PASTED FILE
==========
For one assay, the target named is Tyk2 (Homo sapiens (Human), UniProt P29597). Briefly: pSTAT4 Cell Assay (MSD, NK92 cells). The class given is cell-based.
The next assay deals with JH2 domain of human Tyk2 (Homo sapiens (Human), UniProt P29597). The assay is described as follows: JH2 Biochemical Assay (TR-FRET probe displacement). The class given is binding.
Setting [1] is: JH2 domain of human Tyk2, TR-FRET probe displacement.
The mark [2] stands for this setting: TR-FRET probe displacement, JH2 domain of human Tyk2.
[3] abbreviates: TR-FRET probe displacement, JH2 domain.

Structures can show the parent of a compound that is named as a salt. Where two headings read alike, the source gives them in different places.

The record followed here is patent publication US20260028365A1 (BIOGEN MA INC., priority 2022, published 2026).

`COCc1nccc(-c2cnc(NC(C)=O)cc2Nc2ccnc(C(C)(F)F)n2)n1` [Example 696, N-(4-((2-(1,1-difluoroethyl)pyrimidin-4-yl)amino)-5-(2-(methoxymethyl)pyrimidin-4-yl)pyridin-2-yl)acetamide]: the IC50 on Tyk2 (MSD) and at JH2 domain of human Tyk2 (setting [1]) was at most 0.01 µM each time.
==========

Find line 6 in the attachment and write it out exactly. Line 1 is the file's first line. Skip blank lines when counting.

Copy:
Structures can show the parent of a compound that is named as a salt. Where two headings read alike, the source gives them in different places.